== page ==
Primary and Secondary Healthcare
Several experts in the industry suggest that going forward, the industry’s agenda must expand its focus to include an outpatient health insurance cover to enable the utilization of primary and secondary healthcare, synonymous to the tertiary services that are currently being provided. Fewer than 2.50 per cent of patients in any given year need hospital-based care, which implies that 97.5 per cent of all conditions would need to be dealt with at the primary-care level. (Mor & Kalita, 2014) Justifiably, there is a need to invest considerably in primary level healthcare within a framework that averts patients from hospital-based care unless required.
Since, the primary and secondary healthcare providers cater a customer base much larger than that of the hospitals, handling traffic on such a large scale would require a network of primary health facilities, that are adequately staffed, skilled and supported along with a reliable logistical support system on a strong technology framework. Certainly, given the challenge and need, upon this day and age, a technological framework that can support such a large volume of transactions for real-time response is one that is completely automated.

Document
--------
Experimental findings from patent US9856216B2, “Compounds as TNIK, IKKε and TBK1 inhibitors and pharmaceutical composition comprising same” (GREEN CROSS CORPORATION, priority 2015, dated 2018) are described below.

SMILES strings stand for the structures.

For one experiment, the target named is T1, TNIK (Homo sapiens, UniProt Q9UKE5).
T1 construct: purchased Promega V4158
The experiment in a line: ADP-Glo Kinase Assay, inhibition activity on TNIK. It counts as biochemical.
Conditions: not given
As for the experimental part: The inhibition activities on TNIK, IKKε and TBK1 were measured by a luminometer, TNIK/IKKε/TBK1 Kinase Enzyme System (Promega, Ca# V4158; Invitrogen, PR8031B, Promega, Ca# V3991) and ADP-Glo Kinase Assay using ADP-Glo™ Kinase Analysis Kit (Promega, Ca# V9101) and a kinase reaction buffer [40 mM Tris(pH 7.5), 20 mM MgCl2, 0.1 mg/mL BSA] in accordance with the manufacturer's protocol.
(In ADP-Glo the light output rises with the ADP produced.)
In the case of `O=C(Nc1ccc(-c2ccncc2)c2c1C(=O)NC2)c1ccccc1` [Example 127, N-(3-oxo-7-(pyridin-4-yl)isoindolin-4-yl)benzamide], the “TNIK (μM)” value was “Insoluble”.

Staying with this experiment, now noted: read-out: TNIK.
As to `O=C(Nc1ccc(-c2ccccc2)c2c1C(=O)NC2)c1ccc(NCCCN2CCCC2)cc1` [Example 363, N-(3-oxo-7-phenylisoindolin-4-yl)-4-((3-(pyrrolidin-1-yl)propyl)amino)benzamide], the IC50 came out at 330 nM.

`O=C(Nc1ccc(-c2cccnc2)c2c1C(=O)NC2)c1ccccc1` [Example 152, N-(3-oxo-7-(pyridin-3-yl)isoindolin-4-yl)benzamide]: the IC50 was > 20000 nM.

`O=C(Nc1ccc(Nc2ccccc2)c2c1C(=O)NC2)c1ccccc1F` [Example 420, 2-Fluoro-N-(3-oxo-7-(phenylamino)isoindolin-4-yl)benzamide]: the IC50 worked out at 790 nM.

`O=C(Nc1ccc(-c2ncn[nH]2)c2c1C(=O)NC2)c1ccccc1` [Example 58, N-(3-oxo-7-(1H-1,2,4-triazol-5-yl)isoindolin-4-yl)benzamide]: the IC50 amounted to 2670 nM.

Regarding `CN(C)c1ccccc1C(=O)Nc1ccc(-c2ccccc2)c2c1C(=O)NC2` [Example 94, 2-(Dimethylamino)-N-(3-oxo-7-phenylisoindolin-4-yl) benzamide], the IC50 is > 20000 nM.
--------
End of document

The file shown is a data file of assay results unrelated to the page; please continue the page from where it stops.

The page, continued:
Addressing the issues and challenges – The role of technology
The aim must be to develop an active interdependent relationship with technology as opposed to complete dependency. This relationship will serve the needs of all stake-holders, while also improving efficiency, transparency, and delivery of resources. Similarly, across the key challenges and issues elaborated on earlier, digitalization and standardization of practices can bring about significant changes in the claims exchange process:
For the consumer and the hospital:
For a better way of delivering health insurance, a technology framework should be implemented which brings the provider and the payer into a single platform to exchange claims electronically hence enabling quicker processing of claims data. Automation in terms of providing messages and emails about claim status to the policy holder would result in transparency.